I am going to embark on a project involving deep-inelastic scattering but first I am trying to do some really basic background reading to get me up to task. My only background in particle physics is Griffiths chapters 1-5, and most papers I find on the topic are really advanced (I don't expect papers to be expository in nature anyway).

I kept seeing the following terms pop-up but I can't find any "beginners" explanation for them on the web. I was wondering if someone could give me an expository explanation on the following section found on pages 7-8 of this document. In particular:

In summary: I have managed to read up on the layman explanation of deep-inelastic scattering and what it is supposed to do. But upon venturing further (i.e. once symbols and jargons appear), I can't find any explanation for the symbols and jargons which they use, or how I should understand the subject. Any exposition/references would be greatly appreciated!

  • 1
    $\begingroup$ Could you separate this into three separate questions? I'd say edit the last two questions out of this post, and post them separately, so you make three posts in all. We prefer to have one question per post. $\endgroup$
    – David Z
    Jun 11, 2014 at 7:05
  • $\begingroup$ What if I edit this question to make it more coherent? These are all mentioned under a single section of "scaling and the parton model" in the document I raised, and I'm really looking for a coherent (and layman) explanation of that section. $\endgroup$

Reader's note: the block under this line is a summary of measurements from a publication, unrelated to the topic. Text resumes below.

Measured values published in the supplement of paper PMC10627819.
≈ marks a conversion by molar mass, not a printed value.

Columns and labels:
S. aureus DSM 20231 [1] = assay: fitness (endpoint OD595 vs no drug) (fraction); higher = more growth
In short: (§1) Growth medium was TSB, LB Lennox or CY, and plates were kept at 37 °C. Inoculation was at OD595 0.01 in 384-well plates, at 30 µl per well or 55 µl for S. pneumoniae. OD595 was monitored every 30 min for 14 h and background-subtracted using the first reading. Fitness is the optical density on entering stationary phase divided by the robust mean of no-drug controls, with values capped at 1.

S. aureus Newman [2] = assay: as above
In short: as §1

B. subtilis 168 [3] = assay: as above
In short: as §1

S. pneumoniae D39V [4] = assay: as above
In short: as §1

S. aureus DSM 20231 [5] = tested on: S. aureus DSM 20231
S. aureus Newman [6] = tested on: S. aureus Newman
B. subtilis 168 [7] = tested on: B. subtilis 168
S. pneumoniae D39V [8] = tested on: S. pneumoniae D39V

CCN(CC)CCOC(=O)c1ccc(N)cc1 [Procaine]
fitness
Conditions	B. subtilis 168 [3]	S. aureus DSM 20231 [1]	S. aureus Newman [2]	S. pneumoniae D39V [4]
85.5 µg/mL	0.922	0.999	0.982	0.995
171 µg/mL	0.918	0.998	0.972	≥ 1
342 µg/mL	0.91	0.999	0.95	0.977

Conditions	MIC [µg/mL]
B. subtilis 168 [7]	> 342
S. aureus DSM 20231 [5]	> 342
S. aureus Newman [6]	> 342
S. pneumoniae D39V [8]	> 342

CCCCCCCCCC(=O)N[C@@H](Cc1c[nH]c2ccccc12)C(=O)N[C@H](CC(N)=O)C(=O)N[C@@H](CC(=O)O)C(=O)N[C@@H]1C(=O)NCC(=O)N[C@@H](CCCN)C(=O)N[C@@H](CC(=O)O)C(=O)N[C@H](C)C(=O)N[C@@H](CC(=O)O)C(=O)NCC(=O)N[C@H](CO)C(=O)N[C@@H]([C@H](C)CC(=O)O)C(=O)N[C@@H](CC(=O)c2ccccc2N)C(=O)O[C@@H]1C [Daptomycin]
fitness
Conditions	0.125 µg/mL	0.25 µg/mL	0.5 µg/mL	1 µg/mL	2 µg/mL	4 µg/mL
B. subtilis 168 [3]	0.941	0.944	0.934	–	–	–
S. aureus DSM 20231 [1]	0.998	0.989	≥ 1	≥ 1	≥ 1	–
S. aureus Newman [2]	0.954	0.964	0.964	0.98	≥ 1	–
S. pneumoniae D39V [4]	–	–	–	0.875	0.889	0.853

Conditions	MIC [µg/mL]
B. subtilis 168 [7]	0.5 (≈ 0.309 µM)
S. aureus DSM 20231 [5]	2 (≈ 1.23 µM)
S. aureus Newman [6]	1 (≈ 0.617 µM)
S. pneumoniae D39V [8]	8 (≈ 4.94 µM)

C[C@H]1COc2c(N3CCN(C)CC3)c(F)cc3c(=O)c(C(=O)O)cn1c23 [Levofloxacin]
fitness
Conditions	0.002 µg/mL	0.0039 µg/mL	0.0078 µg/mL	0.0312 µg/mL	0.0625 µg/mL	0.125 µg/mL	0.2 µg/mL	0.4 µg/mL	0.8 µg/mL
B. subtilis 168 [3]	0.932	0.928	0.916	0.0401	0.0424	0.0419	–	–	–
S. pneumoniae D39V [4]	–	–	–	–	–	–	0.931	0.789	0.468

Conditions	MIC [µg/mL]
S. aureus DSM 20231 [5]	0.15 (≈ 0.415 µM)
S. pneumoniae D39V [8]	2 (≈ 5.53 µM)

– suncup224
    Jun 11, 2014 at 7:09
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    $\begingroup$ No, they are three completely separate questions. Just because they happen to be mentioned in the same section of the document doesn't make them the same question. Though I guess you could kind of combine the first two by asking "What is Bjorken scaling?" and mentioning that you don't know what the structure function $F_2$ is. $\endgroup$
    – David Z
    Jun 11, 2014 at 13:13
  • $\begingroup$ David is right about this. They are distinct questions, and while you are seeing them come up together that is down to the nature of the system you are reading about: in other systems they can come up separately. $\endgroup$ Jun 11, 2014 at 20:13
  • $\begingroup$ Okay, I have removed the other two questions. Will post them separately $\endgroup$
    – suncup224
    Jun 12, 2014 at 3:04

1 Answer 1


Maybe I am oversimplifying but these answers are read also by others with similar concerns so I will start simply.

In classical physics it is easy to measure the cross section of a target. We take a tape measure and get its cross section from the geometry. For objects at a distance we use light intelligently and with corresponding geometrical formulas get the cross section.

We could get it by shooting at a small inaccessible target and counting the hits from the miss and the geometry of bullets and space arrive at a cross section of the target in a messy way ( light is much better).